The “Feel like a surgeon” course is an optional class for a maximum of 25 medical students of the RWTH Aachen. The course is available for students in an advanced stage of medical education. It is technically open for all eligible medical students, but owing to didactic reasons and due to high demand in the last 5 years, prerequisites include successful completion of macroscopic anatomy, as well as basic and advanced surgical skills courses, These classes are taught in the medical skills lab of the RWTH Aachen by surgical department faculty.

The model of surgical training has been described before [5]. Briefly, the basic skills course is an elective class for medical students in the penultimate year of medical education. It is held weekly and consists of knotting, education in surgical suture material and instruments, as well as simple suture techniques. The advanced skills course is an optional course following completion of the basic skill course. It contains a review of surgical suture and knotting techniques, as well as basic and advanced conventional and laparoscopic suture techniques [5].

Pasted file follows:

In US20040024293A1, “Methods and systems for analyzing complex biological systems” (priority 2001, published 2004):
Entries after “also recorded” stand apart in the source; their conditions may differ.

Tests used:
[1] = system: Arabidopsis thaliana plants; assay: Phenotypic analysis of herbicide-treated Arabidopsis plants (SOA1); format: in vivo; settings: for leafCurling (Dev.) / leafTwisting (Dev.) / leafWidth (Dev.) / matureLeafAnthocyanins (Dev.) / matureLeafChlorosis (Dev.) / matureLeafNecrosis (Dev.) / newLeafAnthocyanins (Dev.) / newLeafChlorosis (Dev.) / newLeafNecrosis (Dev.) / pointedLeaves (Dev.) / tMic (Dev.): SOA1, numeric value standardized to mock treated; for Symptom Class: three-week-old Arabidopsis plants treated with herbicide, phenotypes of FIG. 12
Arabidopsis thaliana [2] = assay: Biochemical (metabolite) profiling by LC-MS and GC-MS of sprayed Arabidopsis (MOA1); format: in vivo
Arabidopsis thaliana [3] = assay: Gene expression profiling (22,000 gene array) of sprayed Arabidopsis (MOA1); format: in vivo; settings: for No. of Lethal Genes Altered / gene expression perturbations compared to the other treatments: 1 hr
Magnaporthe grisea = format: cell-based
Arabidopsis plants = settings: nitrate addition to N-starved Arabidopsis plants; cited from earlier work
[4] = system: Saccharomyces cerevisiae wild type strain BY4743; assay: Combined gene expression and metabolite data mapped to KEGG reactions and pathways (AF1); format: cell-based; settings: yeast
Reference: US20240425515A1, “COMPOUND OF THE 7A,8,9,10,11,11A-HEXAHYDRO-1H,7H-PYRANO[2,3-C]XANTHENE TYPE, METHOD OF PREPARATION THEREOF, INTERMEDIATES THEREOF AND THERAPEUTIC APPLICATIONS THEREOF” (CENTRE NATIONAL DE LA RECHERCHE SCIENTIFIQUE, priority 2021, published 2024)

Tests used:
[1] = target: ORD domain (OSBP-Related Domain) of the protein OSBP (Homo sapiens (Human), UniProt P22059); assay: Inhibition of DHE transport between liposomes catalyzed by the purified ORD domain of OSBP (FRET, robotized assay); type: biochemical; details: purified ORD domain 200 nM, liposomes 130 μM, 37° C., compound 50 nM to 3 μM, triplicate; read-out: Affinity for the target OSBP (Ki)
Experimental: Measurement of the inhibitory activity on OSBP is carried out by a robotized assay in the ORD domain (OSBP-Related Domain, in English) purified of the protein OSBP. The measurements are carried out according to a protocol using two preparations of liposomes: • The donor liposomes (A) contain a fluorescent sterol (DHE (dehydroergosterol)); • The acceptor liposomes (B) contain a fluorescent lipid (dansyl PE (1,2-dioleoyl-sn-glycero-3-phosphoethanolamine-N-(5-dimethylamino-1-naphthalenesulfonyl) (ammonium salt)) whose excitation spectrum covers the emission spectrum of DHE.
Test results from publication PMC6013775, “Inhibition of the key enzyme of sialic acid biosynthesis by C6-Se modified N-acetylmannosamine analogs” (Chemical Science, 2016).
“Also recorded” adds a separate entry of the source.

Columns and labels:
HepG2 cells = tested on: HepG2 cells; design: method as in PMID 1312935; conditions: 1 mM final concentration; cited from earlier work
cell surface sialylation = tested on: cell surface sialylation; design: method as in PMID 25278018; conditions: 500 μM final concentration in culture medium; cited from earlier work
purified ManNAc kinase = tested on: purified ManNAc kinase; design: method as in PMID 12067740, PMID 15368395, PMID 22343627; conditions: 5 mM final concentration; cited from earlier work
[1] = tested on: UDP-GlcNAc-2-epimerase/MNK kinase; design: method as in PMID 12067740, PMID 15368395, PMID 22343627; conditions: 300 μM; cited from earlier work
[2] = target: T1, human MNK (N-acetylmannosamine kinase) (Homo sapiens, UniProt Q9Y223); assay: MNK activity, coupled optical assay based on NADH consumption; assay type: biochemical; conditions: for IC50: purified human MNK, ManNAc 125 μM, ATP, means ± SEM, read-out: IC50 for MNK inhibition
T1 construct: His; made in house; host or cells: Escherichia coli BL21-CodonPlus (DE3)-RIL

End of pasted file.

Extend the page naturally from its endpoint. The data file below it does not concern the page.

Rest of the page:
The “Feel like a surgeon” course is planned to span over one semester and includes 3 h of teaching per week over two days, containing theoretical and practical content. The initial 3 weeks (9 h) are used for intensive review of basic and advanced surgical techniques as mentioned before. The following part of the course is comprised of two parts. Each week consists of a theoretical lecture, where the anatomy of a certain region is recapitulated followed by the presentation of a surgical procedure performed in this anatomical region. The following day, students then perform this surgery on a human cadaver. To make the experience as close to reality as possible, procedures are performed on fresh cadavers not yet fixed in formaldehyde whenever possible. On average, a majority of students work on the unpreserved cadavers. If not enough fresh material is available, rotation between cadavers is encouraged to enable all students to gain the most realistic experience. The cadavers are stored and prepared at the Institute of Molecular and Cellular Anatomy. All specimens are received from individuals who voluntarily donated their bodies to be used in medical research and education pre-mortem through the body donor program of the Institute of Anatomy at the Technical University Aachen (RWTH). During the practical session, 4 to 5 students operate on the same cadaver under the supervision of at least 1 surgical resident tutor. All necessary surgical instruments to perform the surgery are provided and the procedure is performed as it would be in a real surgical setting. The procedures include: open appendectomy, inguinal hernia repair (ventral suture and mesh repair), carotid and femoral thromboendarterectomy, open tracheotomy, chest tube insertion, thoracotomy, hemithyroidectomy, conventional gall bladder resection, retrocolic gastroenterostomy, small bowel resection with end-to-end anastomosis as well as ileocecal resection with side-to-side anastomosis. At the end of the course, students are educated in laparoscopic skills using a computer aided laparoscopy trainer (Simbionix LAP mentor®, Cleveland, Ohio, USA) as well as laparoscopic dummies (D-box®, Lapskill Medical, Oslo, Norway) in 4 sessions.